When a police officer pulls you over for suspicion of driving while intoxicated, it can be a nerve-wracking experience. Even if you are sober, a wrong decision or unwise comment might land you in trouble.
Knowing how to act and what to say during such encounters will go a long way toward protecting your freedom.
Show respect and stay calm
During a stop, keep your cool and be courteous. Address the law enforcement official as “officer,” and follow all instructions. Avoid sudden movements, and keep your hands visible throughout the sobriety-check process.
Provide basic information
Share your driver’s license, registration and proof of insurance; it is the law that you produce these documents on request. That said, you have no obligation to volunteer extra details about your evening or state of mind. Remain tightlipped to avoid unintentional self-incrimination.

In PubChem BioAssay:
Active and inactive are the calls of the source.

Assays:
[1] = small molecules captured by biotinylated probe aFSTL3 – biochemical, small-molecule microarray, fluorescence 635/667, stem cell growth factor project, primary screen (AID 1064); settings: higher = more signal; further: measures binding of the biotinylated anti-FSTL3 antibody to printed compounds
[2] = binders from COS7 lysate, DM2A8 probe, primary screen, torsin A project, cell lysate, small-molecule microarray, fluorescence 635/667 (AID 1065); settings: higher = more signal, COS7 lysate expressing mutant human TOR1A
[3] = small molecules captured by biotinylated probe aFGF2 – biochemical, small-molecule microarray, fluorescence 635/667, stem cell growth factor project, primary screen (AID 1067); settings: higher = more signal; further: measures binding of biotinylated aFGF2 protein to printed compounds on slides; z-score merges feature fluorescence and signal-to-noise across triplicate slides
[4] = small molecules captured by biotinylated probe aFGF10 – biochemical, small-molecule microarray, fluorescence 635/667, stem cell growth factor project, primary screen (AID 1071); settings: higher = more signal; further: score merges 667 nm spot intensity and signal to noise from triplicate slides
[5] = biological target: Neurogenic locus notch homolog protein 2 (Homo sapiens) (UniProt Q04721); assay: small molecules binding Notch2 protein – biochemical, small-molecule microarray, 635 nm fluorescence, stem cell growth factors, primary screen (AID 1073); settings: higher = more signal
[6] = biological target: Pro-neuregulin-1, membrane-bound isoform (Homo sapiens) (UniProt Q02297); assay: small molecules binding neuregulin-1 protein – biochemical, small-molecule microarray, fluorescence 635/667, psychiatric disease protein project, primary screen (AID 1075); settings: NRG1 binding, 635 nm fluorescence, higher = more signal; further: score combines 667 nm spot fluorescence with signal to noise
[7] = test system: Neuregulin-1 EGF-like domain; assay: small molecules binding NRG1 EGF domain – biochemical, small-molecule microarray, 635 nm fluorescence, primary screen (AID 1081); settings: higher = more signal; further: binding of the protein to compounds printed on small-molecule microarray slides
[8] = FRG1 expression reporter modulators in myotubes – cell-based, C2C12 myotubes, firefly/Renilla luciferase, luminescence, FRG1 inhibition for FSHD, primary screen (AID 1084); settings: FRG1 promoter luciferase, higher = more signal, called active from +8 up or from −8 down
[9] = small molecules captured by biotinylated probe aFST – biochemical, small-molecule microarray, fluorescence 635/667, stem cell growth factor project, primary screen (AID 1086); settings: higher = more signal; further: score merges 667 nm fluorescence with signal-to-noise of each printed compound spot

When the officer asks a question to which you must respond, speak clearly and concisely. If asked about your alcohol consumption, politely abstain from answering. Remember, you have the right to remain silent.
Decline field sobriety tests
Roadside sobriety tests, such as walking in a straight line or standing on one leg, are voluntary. Refuse them, as these exams are subjective and may incorrectly reflect your level of impairment. The accuracy rate for determining blood alcohol levels using the walk-and-turn test, for instance, stands at an unimpressive 68%. Instead, express your willingness to cooperate with a breath test, which provides a more scientific measurement.
Navigating a DWI stop requires a combination of sensibility, cooperation and knowledge of the law. By staying composed, providing necessary information and understanding the legal landscape, it remains possible to handle these encounters with poise and confidence.